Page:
Hello all! Last week, we took a trip to Japan, where we played as a samurai that did whatever the hell he or she wanted.

Today, we go from Japan to ancient Rome, and get entangled in a (very) fictional take on the assassination of Julius Caesar. And there’s a chariot race!

Shadow of Rome is a somewhat under-the-radar release by Capcom. It wasn’t a commercial success, and it’s largely forgotten these days. It’s one of those games that disappears as quietly as it appeared. Sort of a blip.

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It’s still a riot, though. Taking place in, um, Rome, Shadow of Rome tells a fictionalized account of the death of Julius Caesar. Everyone knows Caesar was killed by a group of conspirators and all that, but here, the blame is placed entirely on a man named Vipsanius, who is the father of Roman soldier Agrippa (one of two playable characters). A gladiatorial tournament soon begins, the winner of which wins the right to execute Vipsanius.

Agrippa enters the tournament after the execution of his mother, killed in retaliation for Caesar’s murder. Meanwhile, Agrippa’s unlikely friend and Caesar’s nephew Octavianus (the other playable character) investigates the murder on his own.

The game is a bloody good time, and also cheesy in the best way.

Your time with Shadow of Rome is split between Agrippa’s and Octavianus’ separate but related adventures. Agrippa takes up the meat of the game, as you take him through one gladiator arena battle after another, each with more, tougher enemies and different rules and objectives. The combat, from a technical standpoint, is serviceable. It’s simple without being bland; typically, you’ll grab a weapon and hack the nearest enemy to pieces. You can charge up strikes to make them more powerful, which is enough to relieve an enemy of his limbs.

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It’s an incredibly bloody, violent game, and we’d tolerate no less in a game about gladiators. But it’s also got a sense of humor; you can pick up bread and cheese and eat like a maniac to regain health, and appealing to the crowd after building up Salvo Points (which represent the crowd’s excitement) results in a crowd member tossing Agrippa a new weapon. It’s pretty hilarious to hear a fan yell “Use this!” and hurl an enormous axe mere feet from you. It’s also necessary, as weapons break after short use, forcing you to mix it up. Also keeping the game fresh is objectives that have to be completed while you’re doing all this gory hacking; they’re all pretty simple hit-switch-to-open-door stuff, but it still keeps the game from devolving into endless hack-and-slash gameplay. A chariot race nicely breaks things up at around the midway point.

It’s a pretty cool segment.

Of course, it’s not all fun and games (bread and circuses, if you will). See, you also have to play as Octavianus, and his segments are...well, they’re awful.

Octavianus isn’t a gladiator like Agrippa. He’s more of a scrawny waif, and you can probably see where this is going. Being bad at combat means stealth missions. Now...I’m not against stealth games at all. I’m a fan of Metal Gear, Splinter Cell, I snuck through all of Dishonored...but one thing I can’t stand is games that shoehorn in a stealth segment when said game isn’t designed for such a thing. This typically means clunky controls and insta-fails when—when—you get spotted by a doofy enemy, likely because the camera wasn’t cooperating.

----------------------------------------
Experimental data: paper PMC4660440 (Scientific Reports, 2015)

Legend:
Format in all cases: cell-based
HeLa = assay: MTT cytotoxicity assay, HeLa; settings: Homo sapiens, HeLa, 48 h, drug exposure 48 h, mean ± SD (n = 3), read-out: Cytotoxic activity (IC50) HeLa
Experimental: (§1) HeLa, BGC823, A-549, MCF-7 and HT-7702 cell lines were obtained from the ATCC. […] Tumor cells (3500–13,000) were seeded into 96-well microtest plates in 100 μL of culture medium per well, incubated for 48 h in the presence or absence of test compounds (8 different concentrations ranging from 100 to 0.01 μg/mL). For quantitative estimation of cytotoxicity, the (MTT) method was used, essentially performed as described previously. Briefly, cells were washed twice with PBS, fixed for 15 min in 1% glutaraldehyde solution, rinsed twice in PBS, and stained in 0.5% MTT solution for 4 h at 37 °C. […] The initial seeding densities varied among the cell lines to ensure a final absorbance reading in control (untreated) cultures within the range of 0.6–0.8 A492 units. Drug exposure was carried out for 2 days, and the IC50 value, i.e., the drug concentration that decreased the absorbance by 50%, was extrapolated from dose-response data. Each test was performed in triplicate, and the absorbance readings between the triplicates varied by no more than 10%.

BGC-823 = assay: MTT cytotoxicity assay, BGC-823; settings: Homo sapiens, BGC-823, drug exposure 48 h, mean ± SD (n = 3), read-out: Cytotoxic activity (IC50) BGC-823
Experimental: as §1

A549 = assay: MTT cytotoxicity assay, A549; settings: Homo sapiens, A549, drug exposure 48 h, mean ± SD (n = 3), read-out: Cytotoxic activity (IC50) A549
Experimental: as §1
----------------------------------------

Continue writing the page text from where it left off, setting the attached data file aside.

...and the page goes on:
These sections (which number a few more than there should be), bring Shadow of Rome to a screeching halt. It’s a pretty jarring disconnect, considering you go from exciting gladiator stuff to peering around corners and hiding in giant jugs (really).

You can trip dudes with banana peels, though. That makes this almost worthwhile.

Still, the Agrippa sections are more than worth the price of admission. They’re fun as hell, and the story isn’t half bad if you’re willing to accept some (read: lots of) nonsense. There’s a “twist” towards the end that makes zero sense. But the game is a riot regardless; it’s better than its generic title and near-obscurity let on. It’s also pretty good looking consigering its age; it’s a bit simple looking, but the characters look pretty good save for some odd facial expressions. Or maybe that’s part of the fun. Who knows. I can’t really tell anymore.

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All I know is this silly game is good, stupid fun. It’s like a “B” game, and sometimes those are just great, right? Track it down and check it out if you get a chance. It’s a hoot.

Thanks always for reading my stuff! As always, leave comments, suggest future games to be featured as Game of the Week, and find me on Twitter!

Next week is an EA-published title that everybody likes and never stops talking about, because they never made a sequel. Technically, you play as a plumber in this one. At the start, anyway.